On this past Sunday’s episode of The Great Food Truck Race, the five remaining teams rolled into the Black Hills of South Dakota. Their stop was Rapid City, the second-largest city in the state with a booming tourism industry. The teams faced competition from local businesses and found themselves adapting to locals’ tastes when Tyler challenged them to add buffalo to their menus. But South Dakota is famous for more than just buffalo and Mount Rushmore. There are many great restaurants to choose from when visiting — whether you’re craving a buffalo burger or not. FN Dish has rounded up some terrific food options in South Dakota from Food Network’s On the Road guide. Check them out below.
First things first, don’t call a dish a “salad.” Most kids don’t like salad or the thought of a salad. Try something more fun like, “We’re having a cherry tomato surprise!” Most kids like surprises.
Next, let them get involved. For this particular easy late-summer dish, even the tiniest hands can help. I slice the tomatoes and my 2-year-old puts them into a bowl. Same goes for the basil. I handle the onions (and more on this in a second), then our 4-year-old adds the olive oil and helps to gently stir.
So the onions. Yes, I left in the long slices of red onion. I know most kids don’t like onions, but there are usually two ways to approach this: Make the onions so small kids won’t see and taste them or make them big enough to easily avoid. We went with the latter. And it worked.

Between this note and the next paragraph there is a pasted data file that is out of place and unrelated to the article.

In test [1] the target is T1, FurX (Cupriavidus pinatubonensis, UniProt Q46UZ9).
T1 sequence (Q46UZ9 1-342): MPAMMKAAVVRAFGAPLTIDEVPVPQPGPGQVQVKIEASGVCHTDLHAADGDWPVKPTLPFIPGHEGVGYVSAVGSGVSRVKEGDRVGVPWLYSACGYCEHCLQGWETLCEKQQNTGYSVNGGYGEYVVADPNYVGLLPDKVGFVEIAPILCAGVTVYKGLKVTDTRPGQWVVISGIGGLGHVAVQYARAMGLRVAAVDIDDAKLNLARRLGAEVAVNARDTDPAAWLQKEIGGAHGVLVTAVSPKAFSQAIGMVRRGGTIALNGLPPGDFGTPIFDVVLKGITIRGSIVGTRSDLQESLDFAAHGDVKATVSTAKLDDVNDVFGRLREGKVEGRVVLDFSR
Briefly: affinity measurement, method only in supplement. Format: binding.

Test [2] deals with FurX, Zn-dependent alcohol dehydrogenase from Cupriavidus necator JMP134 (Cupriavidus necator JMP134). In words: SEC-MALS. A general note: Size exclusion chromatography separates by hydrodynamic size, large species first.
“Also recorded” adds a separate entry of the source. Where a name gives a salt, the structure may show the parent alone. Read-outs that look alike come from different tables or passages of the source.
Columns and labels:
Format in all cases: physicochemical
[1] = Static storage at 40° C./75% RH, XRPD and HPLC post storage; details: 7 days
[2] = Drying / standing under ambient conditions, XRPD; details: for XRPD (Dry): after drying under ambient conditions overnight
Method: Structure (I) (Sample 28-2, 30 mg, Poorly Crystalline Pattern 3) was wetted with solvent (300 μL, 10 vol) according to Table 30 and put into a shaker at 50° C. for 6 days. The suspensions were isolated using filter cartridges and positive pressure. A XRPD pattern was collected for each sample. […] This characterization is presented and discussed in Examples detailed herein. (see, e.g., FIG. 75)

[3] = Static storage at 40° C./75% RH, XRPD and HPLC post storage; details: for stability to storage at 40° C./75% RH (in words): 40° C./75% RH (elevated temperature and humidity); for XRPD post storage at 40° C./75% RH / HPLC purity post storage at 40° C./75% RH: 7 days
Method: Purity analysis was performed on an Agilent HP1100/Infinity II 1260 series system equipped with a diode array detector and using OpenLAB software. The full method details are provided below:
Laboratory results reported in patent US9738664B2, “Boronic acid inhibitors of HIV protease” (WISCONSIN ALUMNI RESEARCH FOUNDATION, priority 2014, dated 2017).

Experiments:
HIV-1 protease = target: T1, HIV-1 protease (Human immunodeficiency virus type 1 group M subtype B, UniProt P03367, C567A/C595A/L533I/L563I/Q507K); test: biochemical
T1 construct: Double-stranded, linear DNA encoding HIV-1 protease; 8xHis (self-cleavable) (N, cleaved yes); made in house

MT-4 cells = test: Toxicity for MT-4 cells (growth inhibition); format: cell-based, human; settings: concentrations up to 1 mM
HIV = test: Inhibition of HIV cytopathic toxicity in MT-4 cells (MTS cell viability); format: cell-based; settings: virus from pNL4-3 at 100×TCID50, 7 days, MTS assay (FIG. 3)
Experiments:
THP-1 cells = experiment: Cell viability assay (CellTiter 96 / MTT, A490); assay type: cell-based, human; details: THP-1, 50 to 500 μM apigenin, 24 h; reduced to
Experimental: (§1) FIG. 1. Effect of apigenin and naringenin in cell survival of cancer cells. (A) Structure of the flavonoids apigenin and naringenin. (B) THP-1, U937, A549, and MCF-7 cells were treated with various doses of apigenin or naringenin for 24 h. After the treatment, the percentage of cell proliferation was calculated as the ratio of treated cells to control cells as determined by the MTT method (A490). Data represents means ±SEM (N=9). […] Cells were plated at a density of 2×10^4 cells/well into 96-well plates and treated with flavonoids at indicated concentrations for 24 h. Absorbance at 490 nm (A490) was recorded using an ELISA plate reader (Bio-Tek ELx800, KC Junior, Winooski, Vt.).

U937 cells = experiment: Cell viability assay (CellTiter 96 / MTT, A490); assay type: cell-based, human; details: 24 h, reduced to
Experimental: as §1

Each month, thousands of Food Network Magazine readers submit clever names for the back page’s Name This Dish contest. Previous dishes include a frozen drink (winning name: “Gulp of Mexico“), fried ice cream (“Fryer and Ice“) and even corn-crab deviled eggs (“Fish and Chicks“). In the July/August 2013 issue, we asked readers to dream up names for this coconut fried chicken (pictured above). Some of our favorites were:
La Puente, Calif.
Pork lovers from all over New York City came out on a perfect late-summer Saturday to attend the fourth annual Pig Island, which was held on the waterfront in Red Hook, Brooklyn, to help support local businesses, farms and restaurants recovering from Hurricane Sandy. The event featured 25 local chefs, all cooking with whole pigs, and other businesses including local craft breweries and New York state wineries. The food was an outstanding display of all the dishes that can be made from pork. You name it, Pig Island had it: pork tacos, pulled pork, porchetta, lechon, pork kebab, sausage, dessert made with bacon and more.